Zhuang Language Interpreters and Translators
Cal Interpreting & Translations (CIT) offers Zhuang interpreters and translators with legal, medical, and specialty experience, including criminal and civil matters, employee meetings, engineering, patent cases, labor disputes, immigration, and more.
CIT offers comprehensive Zhuang language services including interpretation, translation, and transcription, 24 hours a day, 7 days a week, worldwide. Our interpreters and translators are native speakers who have been screened, certified, provided credentials, field tested, and kept up to date with developments in both English and Zhuang languages through means such as lectures, conferences, and travel. Cal Interpreting & Translations’ Zhuang language interpreters and translators possess in depth knowledge of the Zhuang language, as well as of the culture and history of the Zhuang people, allowing them to provide informed and complete interpretation and translation.
Who speaks Zhuang?
The Zhuang languages are a group of more than a dozen Tai languages spoken in Southern China by the Zhuang people, mainly in the province of Guangxi and parts of Yunnan and Guangdong. The Tai languages collectively are also referred to as Tai-Zhuang. These languages are a branch of the Tai-Kadai language family, which includes languages of southern China, northeast India, and Southeast Asia. The Zhuang people are one of 56 ethnic groups officially recognized in The People’s Republic of China. At an estimated 18 million, the Zhuang people are the largest minority in China.
Zhuang Languages and Dialects
The Zhuang languages are not mutually intelligible. Southern and northern Zhuang languages are in fact more closely related to other Tai languages than they are to each other. Northern Zhuang languages form a “dialect continuum” with Northern Tai varieties, whereas southern Zhuang languages form a dialect continuum with Central Tai varieties in Vietnam. Standard Zhuang is based on the northern Zhuang dialect of Wuming. Standard Zhuang is the official standardized version of all the Zhuang languages. Its vocabulary is formed mostly from the northern dialects. Except for in the province of Yunnan, which uses a local form, Standard Zhuang is the national standard.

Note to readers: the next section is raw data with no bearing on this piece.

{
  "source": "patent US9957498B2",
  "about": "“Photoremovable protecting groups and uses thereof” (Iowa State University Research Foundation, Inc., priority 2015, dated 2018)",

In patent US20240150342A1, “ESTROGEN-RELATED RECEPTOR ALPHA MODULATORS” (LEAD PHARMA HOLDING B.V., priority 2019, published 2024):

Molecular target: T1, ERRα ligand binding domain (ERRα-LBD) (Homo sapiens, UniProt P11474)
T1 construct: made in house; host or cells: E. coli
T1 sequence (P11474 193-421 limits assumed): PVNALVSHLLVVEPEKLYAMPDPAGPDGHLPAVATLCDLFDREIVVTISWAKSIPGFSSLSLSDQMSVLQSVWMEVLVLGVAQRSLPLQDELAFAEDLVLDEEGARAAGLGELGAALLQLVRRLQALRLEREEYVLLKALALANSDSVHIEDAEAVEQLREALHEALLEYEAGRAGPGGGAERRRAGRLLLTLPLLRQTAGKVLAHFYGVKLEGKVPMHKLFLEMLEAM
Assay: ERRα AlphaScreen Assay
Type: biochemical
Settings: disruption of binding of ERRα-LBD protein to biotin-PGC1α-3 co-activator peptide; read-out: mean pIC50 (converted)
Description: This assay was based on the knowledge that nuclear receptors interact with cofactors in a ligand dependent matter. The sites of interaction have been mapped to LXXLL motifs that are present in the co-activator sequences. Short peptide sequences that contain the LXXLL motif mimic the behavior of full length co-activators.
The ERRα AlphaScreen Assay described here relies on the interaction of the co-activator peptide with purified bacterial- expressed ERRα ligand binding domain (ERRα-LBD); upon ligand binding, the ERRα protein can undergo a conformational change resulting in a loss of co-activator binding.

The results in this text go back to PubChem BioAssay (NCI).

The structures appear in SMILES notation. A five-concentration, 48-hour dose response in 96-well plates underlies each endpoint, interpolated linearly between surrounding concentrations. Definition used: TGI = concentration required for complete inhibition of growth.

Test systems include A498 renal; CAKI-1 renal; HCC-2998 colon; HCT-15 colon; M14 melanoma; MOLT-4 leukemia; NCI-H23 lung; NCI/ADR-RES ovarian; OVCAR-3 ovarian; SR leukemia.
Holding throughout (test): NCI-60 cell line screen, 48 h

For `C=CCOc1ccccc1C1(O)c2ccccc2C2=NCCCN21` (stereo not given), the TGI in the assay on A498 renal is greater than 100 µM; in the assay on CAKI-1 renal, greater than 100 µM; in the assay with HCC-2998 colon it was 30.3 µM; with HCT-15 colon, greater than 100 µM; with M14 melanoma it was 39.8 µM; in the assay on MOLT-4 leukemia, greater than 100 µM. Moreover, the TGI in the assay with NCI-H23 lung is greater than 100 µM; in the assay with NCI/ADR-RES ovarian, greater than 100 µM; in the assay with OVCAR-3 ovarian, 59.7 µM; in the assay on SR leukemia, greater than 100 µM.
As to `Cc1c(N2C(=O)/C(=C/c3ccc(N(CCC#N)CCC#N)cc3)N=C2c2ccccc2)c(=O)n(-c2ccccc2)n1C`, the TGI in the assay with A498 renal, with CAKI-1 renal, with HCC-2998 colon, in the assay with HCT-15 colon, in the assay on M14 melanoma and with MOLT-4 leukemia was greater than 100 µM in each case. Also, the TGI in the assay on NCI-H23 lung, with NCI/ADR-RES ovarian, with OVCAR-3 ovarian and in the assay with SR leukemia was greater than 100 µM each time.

The phonology of Standard Zhuang is derived from the dialect Shuangqiao, with some additions from Fuliang, both located in Wuming. Shuangqiao was made the standard pronunciation in the 1950s, as it was considered to be Northern Zhuang, but had strong characteristics of Southern Zhuang. However, not many Zhuang people actually learn Standard Zhuang, and instead communicate with Zhuang people who speak other dialects by speaking Chinese. Most experts say a little under half of Zhuang people are monolingual in Zhuang, while slightly more than half are bilingual in Zhuang and Chinese.
The most detailed study of Zhuang dialectology to date, A Study of Zhuang Dialects, names 36 different dialects or varieties of Zhuang. The Yong River is the demarcation point of north and south Zhuang.
A History of the Zhuang Language
The Zhuang are the indigenous people of Guangxi. Their origins can be traced back to the paleolithic ancient human. Today, most Zhuang people still live in Guangxi, in southern China. Some Zhuang also live in the Hunan, Yunnan, Guangdong, and Guizhou provinces.
The name of the language family and the people was originally written as the pejorative character meaning “a variety of wild dog”. This ethnic slur was gradually replaced over time with other characters such as “child; boy servant”, and eventually the character meaning “strong; robust”.
Zhuang is written using logograms based on Chinese characters for over one thousand years. Standard Zhuang was introduced as the official alphabetical script in 1957. In 1982 the letters were changed to Latin letters. However, in less formal settings, traditional character-based writing is more commonly used.
The Zhuang language family used to be assumed to be linked with the Austronesian languages, which dispersed from Taiwan, after migrating from mainland China. These days, this theory is not supported by the majority of scholars. Genetic evidence suggests that after the separation of the Tai (ancestors of Zhuang) and Austronesian language families, Tai speakers assimilated mostly Austro-Asiatic people into the population.
The earliest records of the Zhuang are the Rock Paintings of Hua Mountain, from the Warring States period of 475-221 BC.